The HSUS/HSI analysis shows that the over 800 exhibitors registered to participate in the convention will also sell wildlife body parts and products such as taxidermies, knives made of giraffe bones, furniture made of ostrich skin, boots and belts made of shark skin, and elephant leather, as well as other home décor and fashion accessories made from animals.

The 185 items that are expected to be auctioned off include donated hunts to kill at least 205 animals in 24 countries, among them: elephants, giraffes, hippos, Cape buffalos, and crocodiles. There are at least 16 U.S. canned hunts being auctioned off. Eight are in Texas. The remainder which include the hunting of elk, exotic sheep, and various antelope and deer species, are in Colorado, Idaho, Indiana, Kansas, Michigan, Missouri, and Pennsylvania,

Among the most expensive hunts for auction are a $70,000 excursion for desert bighorn sheep in Mexico and a $52,850 brown bear hunt in Alaska.  Other deplorable hunts include killing elephants in Zimbabwe and Zambia, giraffes in South Africa, and leopards in Namibia. Items like firearms; apparel made of beaver, mink, and lynx fur; Swarovski Optik equipment such as a riflescope; and an $80,000 diamond necklace are up for auction as well.

“When WAN witnessed the disconnect to our natural world and the lack of compassion while undercover at the SCI convention, we realized that there’s still a tremendous amount of work to be done to create and enforce laws to protect our most threatened species in every country and continent around the world. Most of us are born with compassion in our hearts but it has to be nurtured. We can help foster compassion by educating others about the plight of these incredible species and spread knowledge to have respect for all living beings. If we work together in a collective effort, we have the ability to change the hearts and minds of those who do not share the same love for animals. But, it has to be done with compassion first,” said Cleary.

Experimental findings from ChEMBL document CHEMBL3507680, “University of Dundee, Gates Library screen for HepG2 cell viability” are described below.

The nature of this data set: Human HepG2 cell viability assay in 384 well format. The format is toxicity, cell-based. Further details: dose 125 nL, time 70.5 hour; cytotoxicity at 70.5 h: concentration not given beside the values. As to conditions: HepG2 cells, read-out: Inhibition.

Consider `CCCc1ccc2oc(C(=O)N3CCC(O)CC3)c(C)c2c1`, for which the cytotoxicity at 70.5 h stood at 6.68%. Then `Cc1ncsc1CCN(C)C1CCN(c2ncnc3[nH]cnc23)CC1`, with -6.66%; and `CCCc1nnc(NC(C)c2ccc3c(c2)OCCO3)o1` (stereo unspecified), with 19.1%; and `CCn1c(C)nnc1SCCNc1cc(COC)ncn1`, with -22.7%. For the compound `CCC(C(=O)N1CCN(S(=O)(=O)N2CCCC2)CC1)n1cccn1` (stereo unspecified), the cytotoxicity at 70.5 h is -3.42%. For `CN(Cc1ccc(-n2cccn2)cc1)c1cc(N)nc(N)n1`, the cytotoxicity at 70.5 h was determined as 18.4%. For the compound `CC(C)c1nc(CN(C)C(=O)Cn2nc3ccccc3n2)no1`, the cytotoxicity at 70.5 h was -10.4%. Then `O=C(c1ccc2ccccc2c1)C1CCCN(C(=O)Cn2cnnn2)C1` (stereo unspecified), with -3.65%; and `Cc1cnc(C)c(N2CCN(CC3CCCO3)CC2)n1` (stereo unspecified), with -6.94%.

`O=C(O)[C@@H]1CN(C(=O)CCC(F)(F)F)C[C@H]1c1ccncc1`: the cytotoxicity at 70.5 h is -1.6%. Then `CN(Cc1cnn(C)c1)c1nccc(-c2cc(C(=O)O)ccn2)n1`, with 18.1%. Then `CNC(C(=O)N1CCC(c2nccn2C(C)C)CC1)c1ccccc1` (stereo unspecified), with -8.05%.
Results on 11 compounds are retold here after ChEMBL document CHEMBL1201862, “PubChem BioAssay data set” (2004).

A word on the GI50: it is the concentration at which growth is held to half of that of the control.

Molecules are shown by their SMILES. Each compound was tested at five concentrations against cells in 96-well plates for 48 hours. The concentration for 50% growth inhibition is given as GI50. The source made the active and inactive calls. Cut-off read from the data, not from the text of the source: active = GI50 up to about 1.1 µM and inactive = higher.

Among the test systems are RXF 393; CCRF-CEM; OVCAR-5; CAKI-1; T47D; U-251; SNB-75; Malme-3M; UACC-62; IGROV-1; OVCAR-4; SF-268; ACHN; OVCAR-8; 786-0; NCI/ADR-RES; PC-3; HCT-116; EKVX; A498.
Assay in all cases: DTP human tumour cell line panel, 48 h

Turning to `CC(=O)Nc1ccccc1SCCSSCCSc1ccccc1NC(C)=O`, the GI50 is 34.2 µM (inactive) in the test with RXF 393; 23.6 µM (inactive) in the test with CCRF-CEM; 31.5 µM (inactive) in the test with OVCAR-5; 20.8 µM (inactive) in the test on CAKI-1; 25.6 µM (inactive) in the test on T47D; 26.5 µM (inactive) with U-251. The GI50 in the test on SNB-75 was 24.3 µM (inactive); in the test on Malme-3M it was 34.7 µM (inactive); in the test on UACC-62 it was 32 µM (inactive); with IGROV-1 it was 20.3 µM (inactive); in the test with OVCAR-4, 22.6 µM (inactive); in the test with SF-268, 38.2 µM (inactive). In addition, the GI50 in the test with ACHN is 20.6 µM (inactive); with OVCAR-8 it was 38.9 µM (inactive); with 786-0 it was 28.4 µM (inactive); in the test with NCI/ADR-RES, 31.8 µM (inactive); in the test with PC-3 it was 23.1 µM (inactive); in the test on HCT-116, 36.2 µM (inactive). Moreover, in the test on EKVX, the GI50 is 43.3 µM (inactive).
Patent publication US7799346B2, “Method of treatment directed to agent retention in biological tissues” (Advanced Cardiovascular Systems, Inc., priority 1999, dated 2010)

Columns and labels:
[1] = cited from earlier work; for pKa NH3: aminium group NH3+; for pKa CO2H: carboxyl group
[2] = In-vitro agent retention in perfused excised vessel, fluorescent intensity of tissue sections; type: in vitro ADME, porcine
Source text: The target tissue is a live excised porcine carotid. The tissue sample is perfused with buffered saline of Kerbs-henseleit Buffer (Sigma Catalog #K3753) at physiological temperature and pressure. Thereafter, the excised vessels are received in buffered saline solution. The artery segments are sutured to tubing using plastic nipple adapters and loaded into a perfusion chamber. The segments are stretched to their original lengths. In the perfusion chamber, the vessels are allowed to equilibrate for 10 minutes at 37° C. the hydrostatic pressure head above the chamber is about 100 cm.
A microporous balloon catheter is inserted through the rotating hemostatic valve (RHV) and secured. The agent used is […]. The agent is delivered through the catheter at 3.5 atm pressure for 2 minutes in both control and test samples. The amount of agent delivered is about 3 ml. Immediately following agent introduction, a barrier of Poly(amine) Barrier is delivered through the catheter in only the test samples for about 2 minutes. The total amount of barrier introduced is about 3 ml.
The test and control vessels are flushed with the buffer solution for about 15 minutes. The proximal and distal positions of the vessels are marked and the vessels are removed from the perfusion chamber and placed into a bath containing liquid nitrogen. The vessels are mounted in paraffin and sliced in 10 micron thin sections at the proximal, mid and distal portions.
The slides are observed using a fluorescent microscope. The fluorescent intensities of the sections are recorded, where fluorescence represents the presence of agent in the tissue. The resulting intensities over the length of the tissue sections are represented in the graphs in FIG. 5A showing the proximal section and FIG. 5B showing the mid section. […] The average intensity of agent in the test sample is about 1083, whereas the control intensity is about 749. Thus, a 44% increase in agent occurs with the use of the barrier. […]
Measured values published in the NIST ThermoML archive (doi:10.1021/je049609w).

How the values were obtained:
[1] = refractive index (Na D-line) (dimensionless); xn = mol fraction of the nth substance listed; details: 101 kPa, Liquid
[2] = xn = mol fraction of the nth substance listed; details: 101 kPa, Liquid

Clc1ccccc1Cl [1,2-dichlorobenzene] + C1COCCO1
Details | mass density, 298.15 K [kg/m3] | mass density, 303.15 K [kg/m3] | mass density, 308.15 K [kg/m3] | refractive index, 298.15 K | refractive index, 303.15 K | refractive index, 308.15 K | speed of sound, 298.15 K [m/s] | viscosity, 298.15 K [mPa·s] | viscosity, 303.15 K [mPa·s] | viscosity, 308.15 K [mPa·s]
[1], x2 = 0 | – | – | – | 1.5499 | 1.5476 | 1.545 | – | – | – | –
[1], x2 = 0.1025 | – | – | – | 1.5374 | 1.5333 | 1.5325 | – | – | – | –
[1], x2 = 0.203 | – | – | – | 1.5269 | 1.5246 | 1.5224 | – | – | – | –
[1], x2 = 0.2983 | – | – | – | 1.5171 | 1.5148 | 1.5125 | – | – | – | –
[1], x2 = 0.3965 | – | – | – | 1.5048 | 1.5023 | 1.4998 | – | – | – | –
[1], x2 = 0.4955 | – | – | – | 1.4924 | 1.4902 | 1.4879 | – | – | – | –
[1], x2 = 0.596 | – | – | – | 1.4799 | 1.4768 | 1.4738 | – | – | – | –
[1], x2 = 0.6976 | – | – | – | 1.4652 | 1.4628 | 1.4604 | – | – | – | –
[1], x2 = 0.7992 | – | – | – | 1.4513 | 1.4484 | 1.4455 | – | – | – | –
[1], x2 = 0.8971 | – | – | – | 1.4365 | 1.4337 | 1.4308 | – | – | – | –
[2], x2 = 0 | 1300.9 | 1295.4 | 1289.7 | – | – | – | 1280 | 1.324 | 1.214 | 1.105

A summary of progress made in 2020 to stop the trophy hunting industry is posted HERE!

Members of the public who are opposed to this senseless cruelty can sign the pledge against the trophy hunting of wildlife HERE!

The post Breaking! Dallas Safari Club Holds Vile Ego-Driven Trophy Hunting Convention Virtually February 10-14 Auctioning Off Threatened & Endangered Species appeared first on World Animal News.

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Breaking! WAN Talks With Endangered Habitats League After Judge Blocks L.A. Development That Would Have Threatened Imperiled Mountain Lions

In a victory against a destructive project threatening local mountain lions in northern Los Angeles County, a judge issued a ruling Monday blocking a 1,300-acre Northlake development.

The development was planned to be constructed on fire-prone wildlands, and would have imperiled rare species of wildlife and buried 3.5 miles of Grasshopper Creek, a pristine stream that feeds into Southern California’s last free-flowing river, the Santa Clara.

In response to a lawsuit brought by conservation organizations, including the Center for Biological Diversity, along with Endangered Habitats League, Judge Richard L. Fruin, Jr. found that the development’s environmental review failed to consider less harmful plans. One that would have avoided destruction of Grasshopper Creek, which western spadefoot toads call home, and the surrounding habitat of vulnerable wildlife including mountian lions.

“When a water system is removed, it pulls the plug on the whole ecosystem,” Dan Silver, Executive Director of the Endangered Habitats League told WAN, while providing a bit of background on the project he calls archaic. According to Silver, the project was probably bad planning in 1992 when it was first created and introduced. Now, however, it is completely unacceptable.

The Northlake development would also block a wildlife corridor that is being used by imperiled mountian lions as documented in recent photos taken by The Mountains Recreation and Conservation Authority. Roads and developments like Northlake are causing genetic isolation among local mountain lions, which are now a “candidate species” under the state’s Endangered Species Act.